The Man of Dusk and the Resolute Woman: Courage and Clairvoyance in the Story of Rebecca

The story of Rebecca and Isaac begins with Abraham who sends Eliezer to find a bride to his son, Isaac. Rebecca’s name is mentioned right after the binding of Isaac. The next time we hear her name, she is a young maiden who meets Eliezer by the well, giving water to the tired man and his camels.

The test of grace [Chesed] Eliezer designs is created in order to find a suitable bride for his master’s son. This first encounter suggests that Rebecca’s character combines grace and generosity, with practical and realistic actions.

Rebecca gives water to the man and his camels. She does not differentiate between man and animal, and generously provides water to all. Eliezer is impressed by Rebecca’s beauty and generosity, gives her jewels and asks about her family. Rebecca gives a matrilineal lineage, and then goes home to tell her mother about the stranger whom she invited over.

Rebecca’s abilities are not only acknowledged by the stranger, but are also known to her family: When Eliezer asks for her hand in marriage on behalf of his master’s son, Rebecca is asked whether she agrees. Without hesitation she responds: I will go.

Like Abraham who sets out to meet his destiny, Rebecca leaves her father’s house to go to the unknown and marry Isaac. Their first meeting is unplanned, unexpected: Isaac walks in the field, and sees Rebecca, still mounted on her camel, on her way to meet him. When their eyes meet, Rebbecca falls off her camel and hides herself with a shawl.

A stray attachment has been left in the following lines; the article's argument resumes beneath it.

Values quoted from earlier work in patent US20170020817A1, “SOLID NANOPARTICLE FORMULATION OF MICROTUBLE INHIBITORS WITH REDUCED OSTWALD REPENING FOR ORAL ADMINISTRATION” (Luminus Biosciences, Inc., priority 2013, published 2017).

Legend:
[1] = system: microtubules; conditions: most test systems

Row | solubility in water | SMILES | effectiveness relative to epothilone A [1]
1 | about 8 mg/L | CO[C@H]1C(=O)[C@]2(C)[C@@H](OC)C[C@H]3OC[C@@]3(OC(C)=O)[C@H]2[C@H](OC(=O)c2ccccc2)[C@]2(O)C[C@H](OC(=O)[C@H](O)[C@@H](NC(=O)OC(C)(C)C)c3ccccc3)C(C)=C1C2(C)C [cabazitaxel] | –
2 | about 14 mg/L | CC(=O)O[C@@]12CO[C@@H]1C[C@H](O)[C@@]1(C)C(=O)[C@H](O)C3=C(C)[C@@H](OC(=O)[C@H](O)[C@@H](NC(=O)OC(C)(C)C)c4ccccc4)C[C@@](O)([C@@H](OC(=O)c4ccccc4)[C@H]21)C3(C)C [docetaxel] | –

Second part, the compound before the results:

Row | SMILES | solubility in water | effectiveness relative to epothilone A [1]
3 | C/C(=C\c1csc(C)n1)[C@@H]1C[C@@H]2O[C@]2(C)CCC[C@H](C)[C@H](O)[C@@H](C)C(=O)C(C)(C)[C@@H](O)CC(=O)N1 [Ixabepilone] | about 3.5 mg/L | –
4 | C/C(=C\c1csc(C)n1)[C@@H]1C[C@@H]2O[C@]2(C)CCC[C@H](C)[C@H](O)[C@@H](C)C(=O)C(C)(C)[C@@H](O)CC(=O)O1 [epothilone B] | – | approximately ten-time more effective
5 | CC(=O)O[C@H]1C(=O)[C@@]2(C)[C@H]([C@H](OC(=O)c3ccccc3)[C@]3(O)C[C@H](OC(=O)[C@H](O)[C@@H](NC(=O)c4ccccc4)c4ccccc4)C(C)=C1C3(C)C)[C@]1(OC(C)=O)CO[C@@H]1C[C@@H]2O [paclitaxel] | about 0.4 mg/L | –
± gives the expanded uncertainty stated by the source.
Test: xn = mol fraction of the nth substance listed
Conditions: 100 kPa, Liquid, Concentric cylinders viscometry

In this unexpected meeting of the eyes, Rebecca might have glimpsed into her future and saw her future sons, and the heavy toll love will demand of her. She might fall off the camel, but she is not deterred. She covers herself in a shawl, turning inward to prepare herself to what awaits her.

Isaac and Rebecca’s love is gradual: it grows over time. Isaac brings Rebecca into his mother’s tent, accepts her as his wife, knows her, and when his love ripens he finds solace from his bereavement over his mother’s death, and Rebecca finds her home in his heart. Unlike Abraham and Jacob who did not consider themselves responsible for their wives’ bareness, Isaac and Rebecca pray together for children: she prays for him, and he prays for her.

When she is pregnant, Rebecca seeks God, and receives a prophecy regarding the future that awaits her sons. This prophecy will make her acknowledge Isaac’s rightful heir and make a harsh choice between her two boys. Rebecca does not consult her husband, but knowingly and clairvoyantly sets out to act upon the prophecy.

The poet Rivka Miriam characterizes Rebecca and Isaac’s first encounter in terms of dusk, forgiveness, and joy:

Rebecca has married the dusks
that are the essence of in-betweens,
a gray so sensitive it easily forgives.
On a noble camel she rode toward her dusks
and seeing them across from her
so restrained, serious as jasmine severed from
         its fragrance,
she fell off the camel
like a joyous vat of wine
whose hoops have been loosened
    ~ Isaac, Rivka Miriam. Translated by Linda Stern Zisquit

Isaac was a man of dusk, of in-betweens. Rebecca was all knowing and clairvoyant, courageously resolute.

Feature Photo: Marc Chagall, The Birthday (1915)

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